The study will follow children undergoing cardiac surgery at The Hospital for Sick Children from pre-consultation, throughout surgery, recovery and post-operative follow-up
|Procedure: Cardiac Surgery|
There is very limited data on TCs associated with cardiac surgery in pediatric patients. The actual incidence of TCs in this context is not currently known reflecting a lack of clinical suspicion, reporting biases, and/or the use of inappropriate diagnostic tests
Pediatric cardiac surgery is associated with disruption of blood flow, platelet dysfunction and activation, and blood hypercoagulability; all of which are contributing to clot formation
All congenital heart defects are associated with blood flow disturbance but some are associated with more extreme disturbances. The investigators hypothesize that not all types of CHD repairs will be at the same risk of TCs based on the extent of blood flow disturbances they cause. The investigators hypothesize that line location, difficulties in line insertion, including multiple insertion attempts and longer duration of indwelling will be associated with increased risk of TCs.
Pediatric cardiac surgery is associated with inflammation and platelet activation, both of which are potent contributors to blood hypercoagulability: CPB presents a hemostatic challenge associated with an abundance of pro-thrombotic risk factors and an opposite presence of pro-hemorrhagic risk factors. The investigators hypothesize that factors associated with increased platelet activation and inflammation, and in consequence, greater laboratory values of markers of platelet activation and inflammation, will be associated with increased risk of TCs.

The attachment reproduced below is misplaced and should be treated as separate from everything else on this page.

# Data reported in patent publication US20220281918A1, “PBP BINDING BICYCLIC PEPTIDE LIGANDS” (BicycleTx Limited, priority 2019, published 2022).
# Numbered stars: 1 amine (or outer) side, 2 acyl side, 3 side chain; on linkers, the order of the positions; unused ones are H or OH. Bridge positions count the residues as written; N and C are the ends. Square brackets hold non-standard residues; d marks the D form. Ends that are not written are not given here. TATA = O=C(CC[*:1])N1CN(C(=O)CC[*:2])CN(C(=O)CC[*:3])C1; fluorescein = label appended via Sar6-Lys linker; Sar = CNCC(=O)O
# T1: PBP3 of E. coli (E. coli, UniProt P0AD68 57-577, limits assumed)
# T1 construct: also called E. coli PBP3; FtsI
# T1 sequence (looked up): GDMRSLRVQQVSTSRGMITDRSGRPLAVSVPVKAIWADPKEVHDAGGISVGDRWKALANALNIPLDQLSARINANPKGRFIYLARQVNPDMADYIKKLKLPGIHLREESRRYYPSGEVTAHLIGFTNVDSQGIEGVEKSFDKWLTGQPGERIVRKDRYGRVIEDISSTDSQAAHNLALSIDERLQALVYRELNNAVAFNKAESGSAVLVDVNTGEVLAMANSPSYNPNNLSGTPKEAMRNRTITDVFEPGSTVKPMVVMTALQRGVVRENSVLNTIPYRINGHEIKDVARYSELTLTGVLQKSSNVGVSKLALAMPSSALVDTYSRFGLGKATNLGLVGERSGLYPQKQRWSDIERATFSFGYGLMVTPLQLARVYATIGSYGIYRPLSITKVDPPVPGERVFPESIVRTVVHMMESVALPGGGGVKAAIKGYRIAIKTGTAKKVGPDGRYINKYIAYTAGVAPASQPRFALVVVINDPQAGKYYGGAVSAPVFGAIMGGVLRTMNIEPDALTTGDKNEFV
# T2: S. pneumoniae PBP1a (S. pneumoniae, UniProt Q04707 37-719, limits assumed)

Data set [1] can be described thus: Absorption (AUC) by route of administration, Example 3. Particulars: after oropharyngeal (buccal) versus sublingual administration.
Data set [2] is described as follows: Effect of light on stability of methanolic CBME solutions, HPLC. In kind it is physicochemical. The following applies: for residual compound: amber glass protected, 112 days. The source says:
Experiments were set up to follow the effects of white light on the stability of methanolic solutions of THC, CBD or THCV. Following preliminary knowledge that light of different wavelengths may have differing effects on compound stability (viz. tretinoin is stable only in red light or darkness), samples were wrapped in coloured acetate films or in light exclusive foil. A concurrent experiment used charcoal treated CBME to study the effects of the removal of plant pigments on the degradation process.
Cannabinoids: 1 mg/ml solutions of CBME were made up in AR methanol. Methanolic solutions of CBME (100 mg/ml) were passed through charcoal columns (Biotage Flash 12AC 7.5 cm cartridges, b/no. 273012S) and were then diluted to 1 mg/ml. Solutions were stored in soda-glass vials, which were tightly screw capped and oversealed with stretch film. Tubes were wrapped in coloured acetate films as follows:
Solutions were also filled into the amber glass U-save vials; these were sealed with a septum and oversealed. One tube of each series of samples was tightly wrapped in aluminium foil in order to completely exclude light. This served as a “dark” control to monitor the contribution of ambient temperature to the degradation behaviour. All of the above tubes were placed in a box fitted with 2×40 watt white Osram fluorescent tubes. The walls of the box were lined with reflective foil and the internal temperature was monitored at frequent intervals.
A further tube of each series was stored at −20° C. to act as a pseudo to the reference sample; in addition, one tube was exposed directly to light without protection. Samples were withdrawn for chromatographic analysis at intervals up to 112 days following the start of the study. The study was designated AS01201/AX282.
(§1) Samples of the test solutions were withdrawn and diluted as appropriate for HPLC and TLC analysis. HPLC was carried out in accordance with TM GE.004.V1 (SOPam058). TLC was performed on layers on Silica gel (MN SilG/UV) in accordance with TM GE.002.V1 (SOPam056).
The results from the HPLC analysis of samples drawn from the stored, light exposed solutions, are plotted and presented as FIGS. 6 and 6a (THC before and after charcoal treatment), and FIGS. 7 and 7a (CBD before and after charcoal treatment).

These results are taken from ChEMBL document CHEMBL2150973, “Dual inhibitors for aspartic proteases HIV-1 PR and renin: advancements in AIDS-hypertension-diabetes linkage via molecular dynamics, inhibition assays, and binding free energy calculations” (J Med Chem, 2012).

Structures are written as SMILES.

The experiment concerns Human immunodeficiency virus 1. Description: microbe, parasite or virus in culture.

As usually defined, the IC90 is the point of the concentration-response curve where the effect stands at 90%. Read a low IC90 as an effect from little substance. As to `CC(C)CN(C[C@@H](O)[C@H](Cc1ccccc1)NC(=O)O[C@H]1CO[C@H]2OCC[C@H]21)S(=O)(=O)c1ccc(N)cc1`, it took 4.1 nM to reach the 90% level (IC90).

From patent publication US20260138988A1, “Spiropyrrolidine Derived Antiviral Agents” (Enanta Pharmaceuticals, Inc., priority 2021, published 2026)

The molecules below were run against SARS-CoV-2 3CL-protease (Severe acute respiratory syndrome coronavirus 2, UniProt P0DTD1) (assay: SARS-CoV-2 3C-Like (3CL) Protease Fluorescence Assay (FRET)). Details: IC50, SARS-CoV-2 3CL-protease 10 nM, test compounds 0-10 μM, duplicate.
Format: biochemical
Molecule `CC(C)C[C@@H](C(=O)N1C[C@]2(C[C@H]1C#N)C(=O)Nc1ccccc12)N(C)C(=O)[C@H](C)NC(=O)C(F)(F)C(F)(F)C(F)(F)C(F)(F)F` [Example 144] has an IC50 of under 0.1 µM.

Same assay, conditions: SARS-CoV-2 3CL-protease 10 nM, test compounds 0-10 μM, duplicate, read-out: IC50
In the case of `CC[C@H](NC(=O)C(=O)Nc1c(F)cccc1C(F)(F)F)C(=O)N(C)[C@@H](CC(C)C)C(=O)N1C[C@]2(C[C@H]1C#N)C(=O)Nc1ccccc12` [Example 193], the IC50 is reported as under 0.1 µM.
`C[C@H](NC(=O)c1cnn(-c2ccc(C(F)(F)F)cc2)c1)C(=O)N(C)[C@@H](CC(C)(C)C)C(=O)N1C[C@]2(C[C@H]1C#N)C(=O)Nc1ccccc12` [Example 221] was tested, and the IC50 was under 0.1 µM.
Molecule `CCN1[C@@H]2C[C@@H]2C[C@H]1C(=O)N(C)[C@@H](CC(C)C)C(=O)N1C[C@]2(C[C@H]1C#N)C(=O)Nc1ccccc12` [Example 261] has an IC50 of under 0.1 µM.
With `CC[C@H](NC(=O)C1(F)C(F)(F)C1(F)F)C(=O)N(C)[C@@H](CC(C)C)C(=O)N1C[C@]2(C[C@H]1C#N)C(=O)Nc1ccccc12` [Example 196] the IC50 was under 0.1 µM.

Coagulation system activity in children is immature, hyporeactive and exhibits a high degree of resistance to heparin and anticoagulation. The investigators theorize that lower levels of coagulation system activity, presence of high-risk genetic polymorphisms, greater CPB hemodilution, increased heparin requirement and lower blood heparin activity expressed by anti-factor X activity (anti-Xa) concentration during CPB and greater requirement for allogeneic blood will be associated for increased risk of TCs.
There is a lack of consensus on clinical and laboratory signs/symptoms of active thrombosis and on which patients should be routinely screened for TCs. One of the most difficult aspects in the management of TCs is the fact that many episodes are asymptomatic or have non-specific symptoms. Creating a risk stratification model including both clinical and laboratory abnormalities which could be indicative of TCs in the post-operative period in order to identify patients who should undergo more targeted screening is the third aim of this study.
Many methods of TC management have limited effectiveness while highly effective methods are often associated with much risk. The use of thrombolytics in children is rare and only partially effective in many cases. The margin of safety for treatment is thought to be very narrow; the reported frequency of major bleeding episodes varies from 5% to 40%.
Outcomes of TCs are suboptimal, early surgical and long-term complications for survivors are frequent. The creation of risk stratification models for suboptimal surgical outcomes, PTS syndrome and, lower functional health status after surgery will be the fourth and final aim of this study.
Please refer to this study by its ClinicalTrials.gov identifier: NCT01435473
|The Hospital for Sick Children|
|Toronto, Ontario, Canada, M5G 1X8|
|Principal Investigator:||Brian W McCrindle, MD||The Hospital for Sick Children, Toronto Canada|